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Uttarakhand disaster: Broken glacier alone can't cause flash flood, says expert

Prof Dimri says there could have been a surface lake or a sub-surface lake up there

uttarakhand-chamoli-glacier-floods-reuters People walk past a destroyed dam after a Himalayan glacier broke and crashed into the dam at Raini Chak Lata village in Chamoli district, northern state of Uttarakhand, India, February 7, 2021 | REUTERS/Stringer

While scientists are still to figure out what caused the flash flood in Chamoki in Uttarakhand that swept off two hydro-power plants and claimed several lives, what is clear is that there was a large quantity of water somewhere up in the glaciers. A chunk of broken glacier alone cannot account for the huge quantity of water that came down the Dhauliganga river.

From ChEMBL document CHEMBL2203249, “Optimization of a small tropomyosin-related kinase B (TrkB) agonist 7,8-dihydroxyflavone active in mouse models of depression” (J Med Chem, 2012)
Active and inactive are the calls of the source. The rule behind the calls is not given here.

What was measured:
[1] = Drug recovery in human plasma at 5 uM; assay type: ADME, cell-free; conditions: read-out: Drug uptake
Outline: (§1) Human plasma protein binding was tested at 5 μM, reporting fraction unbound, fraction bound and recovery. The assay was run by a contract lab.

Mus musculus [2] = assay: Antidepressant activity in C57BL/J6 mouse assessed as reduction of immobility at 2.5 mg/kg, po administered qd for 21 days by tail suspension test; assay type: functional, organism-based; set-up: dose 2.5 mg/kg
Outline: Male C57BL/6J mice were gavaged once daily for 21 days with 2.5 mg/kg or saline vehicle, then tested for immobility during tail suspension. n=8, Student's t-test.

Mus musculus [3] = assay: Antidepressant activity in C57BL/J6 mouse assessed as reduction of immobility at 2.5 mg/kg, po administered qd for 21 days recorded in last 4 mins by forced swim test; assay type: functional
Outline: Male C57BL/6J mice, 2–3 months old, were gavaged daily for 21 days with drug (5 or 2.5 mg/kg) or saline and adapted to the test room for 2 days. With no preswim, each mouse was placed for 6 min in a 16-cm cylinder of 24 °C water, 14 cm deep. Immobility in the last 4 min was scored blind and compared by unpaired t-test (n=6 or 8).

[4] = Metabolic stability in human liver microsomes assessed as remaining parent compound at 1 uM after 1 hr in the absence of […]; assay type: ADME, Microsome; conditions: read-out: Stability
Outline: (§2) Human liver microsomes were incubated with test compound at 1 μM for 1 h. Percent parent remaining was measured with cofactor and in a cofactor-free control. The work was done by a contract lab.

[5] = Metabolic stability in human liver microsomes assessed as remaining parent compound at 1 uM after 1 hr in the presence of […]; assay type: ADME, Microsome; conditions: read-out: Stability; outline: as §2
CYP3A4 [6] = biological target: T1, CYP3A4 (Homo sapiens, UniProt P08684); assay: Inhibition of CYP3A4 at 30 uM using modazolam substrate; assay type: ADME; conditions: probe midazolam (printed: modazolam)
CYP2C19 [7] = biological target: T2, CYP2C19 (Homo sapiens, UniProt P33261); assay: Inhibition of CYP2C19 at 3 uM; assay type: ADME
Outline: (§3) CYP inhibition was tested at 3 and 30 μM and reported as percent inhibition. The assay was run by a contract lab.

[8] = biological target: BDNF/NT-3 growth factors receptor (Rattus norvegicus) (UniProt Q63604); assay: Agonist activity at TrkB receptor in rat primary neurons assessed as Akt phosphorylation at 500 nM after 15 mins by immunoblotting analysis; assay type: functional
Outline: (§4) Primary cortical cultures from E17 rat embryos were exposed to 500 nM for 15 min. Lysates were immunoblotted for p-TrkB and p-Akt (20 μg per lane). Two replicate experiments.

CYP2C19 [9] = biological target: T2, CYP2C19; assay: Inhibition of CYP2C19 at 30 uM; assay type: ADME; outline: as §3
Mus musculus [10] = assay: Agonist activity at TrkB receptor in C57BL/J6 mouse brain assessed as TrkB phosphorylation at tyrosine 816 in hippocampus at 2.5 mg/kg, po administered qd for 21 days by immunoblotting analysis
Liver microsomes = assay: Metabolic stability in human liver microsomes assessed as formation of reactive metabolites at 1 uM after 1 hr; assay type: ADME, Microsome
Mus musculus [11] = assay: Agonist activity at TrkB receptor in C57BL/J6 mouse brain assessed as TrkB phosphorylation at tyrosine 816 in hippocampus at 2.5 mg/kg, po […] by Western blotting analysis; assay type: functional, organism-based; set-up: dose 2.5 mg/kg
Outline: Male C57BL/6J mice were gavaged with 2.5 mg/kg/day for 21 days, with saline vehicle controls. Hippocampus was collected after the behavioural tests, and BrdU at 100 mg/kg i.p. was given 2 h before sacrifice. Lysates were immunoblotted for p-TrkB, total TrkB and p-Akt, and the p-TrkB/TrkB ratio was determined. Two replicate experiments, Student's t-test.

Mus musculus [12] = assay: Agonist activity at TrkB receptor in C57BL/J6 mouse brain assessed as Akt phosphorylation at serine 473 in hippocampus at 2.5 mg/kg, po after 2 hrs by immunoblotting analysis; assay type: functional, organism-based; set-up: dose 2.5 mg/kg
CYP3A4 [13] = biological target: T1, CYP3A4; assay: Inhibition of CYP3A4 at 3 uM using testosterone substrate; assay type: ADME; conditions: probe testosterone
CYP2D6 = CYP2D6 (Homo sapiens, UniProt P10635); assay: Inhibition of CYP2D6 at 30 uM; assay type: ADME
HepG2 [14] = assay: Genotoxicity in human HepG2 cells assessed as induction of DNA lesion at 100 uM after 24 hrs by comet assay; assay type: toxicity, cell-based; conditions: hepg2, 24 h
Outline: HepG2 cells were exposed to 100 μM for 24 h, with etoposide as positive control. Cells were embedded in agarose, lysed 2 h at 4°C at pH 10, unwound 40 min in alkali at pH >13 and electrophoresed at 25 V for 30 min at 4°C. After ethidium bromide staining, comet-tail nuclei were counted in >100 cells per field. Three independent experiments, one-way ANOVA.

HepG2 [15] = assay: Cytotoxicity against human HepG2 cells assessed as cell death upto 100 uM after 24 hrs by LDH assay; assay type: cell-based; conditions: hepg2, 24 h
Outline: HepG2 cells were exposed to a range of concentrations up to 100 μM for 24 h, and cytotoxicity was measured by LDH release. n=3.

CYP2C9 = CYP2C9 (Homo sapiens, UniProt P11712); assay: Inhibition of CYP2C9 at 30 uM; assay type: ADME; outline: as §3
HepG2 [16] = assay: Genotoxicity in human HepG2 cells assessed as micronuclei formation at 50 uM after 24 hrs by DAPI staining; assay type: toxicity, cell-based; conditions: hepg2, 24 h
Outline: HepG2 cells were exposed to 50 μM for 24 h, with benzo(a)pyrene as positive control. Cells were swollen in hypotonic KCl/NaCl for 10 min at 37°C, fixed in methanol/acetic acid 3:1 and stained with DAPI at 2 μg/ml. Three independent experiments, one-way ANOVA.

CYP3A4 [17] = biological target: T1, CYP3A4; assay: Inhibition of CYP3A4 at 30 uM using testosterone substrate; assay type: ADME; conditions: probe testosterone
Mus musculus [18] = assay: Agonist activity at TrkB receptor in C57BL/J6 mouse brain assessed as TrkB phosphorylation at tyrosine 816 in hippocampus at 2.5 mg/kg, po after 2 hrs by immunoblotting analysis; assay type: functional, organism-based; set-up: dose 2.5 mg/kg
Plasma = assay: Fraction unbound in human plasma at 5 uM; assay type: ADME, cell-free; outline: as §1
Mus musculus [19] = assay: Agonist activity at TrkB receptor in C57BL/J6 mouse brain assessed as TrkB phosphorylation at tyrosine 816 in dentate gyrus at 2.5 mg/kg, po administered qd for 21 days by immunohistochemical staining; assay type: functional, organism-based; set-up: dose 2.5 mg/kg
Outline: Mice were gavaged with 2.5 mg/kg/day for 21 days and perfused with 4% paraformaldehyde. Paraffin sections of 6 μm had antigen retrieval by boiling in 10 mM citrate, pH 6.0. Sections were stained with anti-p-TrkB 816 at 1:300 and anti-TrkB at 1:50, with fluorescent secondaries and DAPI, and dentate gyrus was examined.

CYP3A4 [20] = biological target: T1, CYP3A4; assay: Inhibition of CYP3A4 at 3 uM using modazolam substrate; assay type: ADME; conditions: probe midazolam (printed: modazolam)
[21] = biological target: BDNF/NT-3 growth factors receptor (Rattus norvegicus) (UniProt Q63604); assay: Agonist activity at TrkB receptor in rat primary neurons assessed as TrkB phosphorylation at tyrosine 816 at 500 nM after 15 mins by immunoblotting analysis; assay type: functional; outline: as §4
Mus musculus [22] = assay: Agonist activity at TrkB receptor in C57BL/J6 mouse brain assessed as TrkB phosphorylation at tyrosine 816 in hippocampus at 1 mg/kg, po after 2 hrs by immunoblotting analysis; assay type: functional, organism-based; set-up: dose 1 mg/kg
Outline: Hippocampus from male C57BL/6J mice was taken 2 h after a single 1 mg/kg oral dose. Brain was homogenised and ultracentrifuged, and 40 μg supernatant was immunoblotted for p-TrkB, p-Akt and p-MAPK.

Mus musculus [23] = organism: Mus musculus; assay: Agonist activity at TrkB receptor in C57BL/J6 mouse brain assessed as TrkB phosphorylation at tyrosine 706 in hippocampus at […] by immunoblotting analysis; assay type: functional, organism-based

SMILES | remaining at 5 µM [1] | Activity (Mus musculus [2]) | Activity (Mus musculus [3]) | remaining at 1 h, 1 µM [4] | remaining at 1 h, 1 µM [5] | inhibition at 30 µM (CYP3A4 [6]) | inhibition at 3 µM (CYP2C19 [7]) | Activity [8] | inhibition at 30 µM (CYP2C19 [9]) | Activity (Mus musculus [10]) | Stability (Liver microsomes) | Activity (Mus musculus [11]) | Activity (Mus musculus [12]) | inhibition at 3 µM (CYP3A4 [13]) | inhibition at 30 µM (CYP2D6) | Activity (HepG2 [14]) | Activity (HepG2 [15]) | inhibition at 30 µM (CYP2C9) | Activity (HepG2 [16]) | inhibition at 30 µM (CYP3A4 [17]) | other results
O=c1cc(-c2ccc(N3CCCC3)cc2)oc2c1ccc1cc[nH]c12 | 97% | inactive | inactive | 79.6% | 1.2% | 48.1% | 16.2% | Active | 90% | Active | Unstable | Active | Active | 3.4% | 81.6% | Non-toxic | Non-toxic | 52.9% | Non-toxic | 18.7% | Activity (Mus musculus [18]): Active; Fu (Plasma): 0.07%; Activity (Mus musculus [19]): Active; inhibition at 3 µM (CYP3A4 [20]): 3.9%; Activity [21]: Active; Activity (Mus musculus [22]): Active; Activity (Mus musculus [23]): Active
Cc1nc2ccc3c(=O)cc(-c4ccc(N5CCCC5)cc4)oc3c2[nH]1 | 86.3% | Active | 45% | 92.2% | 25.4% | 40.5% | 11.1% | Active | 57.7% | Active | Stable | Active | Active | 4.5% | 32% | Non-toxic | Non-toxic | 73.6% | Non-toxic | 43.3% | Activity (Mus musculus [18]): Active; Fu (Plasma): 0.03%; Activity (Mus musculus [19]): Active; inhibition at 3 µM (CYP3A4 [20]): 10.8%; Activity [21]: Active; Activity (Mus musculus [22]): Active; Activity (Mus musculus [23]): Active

"A broken piece of glacier cannot melt so quickly, and certainly not in February, while the snowing is still on," said A.K. Dimri, professor at Jawaharlal Nehru University's School of Environmental Sciences. Dimri, who is also member of the Himalayan Monitoring and Assessment Programme (HIMAP), said that there had to be melted freshwater somewhere up in the glaciers. "Either it was a surface lake which hasn't been revealed in initial surveys and may show up in satellite images with greater resolution, or it could be a sub-surface lake," he said. Such water bodies may not even show up in satellite imagery.

What caused that water to come down, has to be explored. Could it be that the icy walls of the lake, already weakened, gave way under the fresh snowfall? Or was the lake breached by an avalanche up in the mountains?

Another theory could be that the lake was formed only recently. Say, in the past few days, because of the damming of the river, courtesy an avalanche or a landslide? Any way you look at it, there was fresh water up there, vast amounts of which when rushing down the river, caused the flash flood.